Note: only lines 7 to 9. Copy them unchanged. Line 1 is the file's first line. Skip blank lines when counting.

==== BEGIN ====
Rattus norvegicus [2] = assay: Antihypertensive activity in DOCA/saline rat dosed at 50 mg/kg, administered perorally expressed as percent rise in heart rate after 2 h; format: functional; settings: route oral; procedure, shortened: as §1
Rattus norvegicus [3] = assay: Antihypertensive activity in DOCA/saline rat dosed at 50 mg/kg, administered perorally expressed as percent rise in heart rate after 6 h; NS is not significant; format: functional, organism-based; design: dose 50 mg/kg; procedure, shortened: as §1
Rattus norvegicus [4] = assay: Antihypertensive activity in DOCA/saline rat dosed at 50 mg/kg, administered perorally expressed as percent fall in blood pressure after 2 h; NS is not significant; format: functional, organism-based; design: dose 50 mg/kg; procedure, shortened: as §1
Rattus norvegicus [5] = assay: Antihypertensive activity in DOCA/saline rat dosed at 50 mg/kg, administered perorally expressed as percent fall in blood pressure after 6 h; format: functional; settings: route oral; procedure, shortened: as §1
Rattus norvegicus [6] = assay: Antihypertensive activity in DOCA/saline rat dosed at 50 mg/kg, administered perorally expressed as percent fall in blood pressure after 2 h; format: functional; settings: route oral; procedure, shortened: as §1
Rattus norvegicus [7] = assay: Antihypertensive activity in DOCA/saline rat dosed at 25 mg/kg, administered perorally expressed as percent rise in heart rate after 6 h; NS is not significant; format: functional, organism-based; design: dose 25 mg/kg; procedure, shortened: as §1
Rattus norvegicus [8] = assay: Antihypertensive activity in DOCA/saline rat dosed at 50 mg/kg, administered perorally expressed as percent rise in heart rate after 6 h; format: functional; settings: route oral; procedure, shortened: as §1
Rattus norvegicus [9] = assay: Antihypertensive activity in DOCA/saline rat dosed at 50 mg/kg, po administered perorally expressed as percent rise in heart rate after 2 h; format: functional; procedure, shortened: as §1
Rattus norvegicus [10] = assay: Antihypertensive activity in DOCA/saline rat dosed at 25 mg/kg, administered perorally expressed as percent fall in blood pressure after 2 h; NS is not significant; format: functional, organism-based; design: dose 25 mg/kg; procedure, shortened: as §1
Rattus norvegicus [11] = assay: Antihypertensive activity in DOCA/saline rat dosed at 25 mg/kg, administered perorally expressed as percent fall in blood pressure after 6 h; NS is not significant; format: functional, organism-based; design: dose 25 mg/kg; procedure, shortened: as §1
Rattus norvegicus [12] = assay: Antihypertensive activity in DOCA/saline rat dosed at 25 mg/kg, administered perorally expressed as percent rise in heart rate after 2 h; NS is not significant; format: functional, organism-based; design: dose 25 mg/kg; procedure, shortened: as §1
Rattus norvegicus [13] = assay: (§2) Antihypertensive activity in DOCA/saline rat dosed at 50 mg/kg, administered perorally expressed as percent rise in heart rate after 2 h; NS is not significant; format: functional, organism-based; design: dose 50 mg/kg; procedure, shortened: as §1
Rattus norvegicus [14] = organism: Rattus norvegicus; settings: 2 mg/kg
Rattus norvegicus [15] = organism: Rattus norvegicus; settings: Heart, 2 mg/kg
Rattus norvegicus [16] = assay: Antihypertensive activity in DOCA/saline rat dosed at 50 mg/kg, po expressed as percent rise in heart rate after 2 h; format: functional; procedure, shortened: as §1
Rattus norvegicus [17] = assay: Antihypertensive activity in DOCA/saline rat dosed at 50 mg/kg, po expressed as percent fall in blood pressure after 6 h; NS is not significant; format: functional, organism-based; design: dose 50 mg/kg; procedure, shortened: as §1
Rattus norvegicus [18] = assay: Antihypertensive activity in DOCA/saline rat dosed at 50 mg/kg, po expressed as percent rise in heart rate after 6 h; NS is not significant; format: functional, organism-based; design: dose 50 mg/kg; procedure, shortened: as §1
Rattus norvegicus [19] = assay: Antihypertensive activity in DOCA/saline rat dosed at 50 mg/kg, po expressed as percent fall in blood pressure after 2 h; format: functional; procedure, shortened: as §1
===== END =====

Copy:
Rattus norvegicus [8] = assay: Antihypertensive activity in DOCA/saline rat dosed at 50 mg/kg, administered perorally expressed as percent rise in heart rate after 6 h; format: functional; settings: route oral; procedure, shortened: as §1
Rattus norvegicus [9] = assay: Antihypertensive activity in DOCA/saline rat dosed at 50 mg/kg, po administered perorally expressed as percent rise in heart rate after 2 h; format: functional; procedure, shortened: as §1
Rattus norvegicus [10] = assay: Antihypertensive activity in DOCA/saline rat dosed at 25 mg/kg, administered perorally expressed as percent fall in blood pressure after 2 h; NS is not significant; format: functional, organism-based; design: dose 25 mg/kg; procedure, shortened: as §1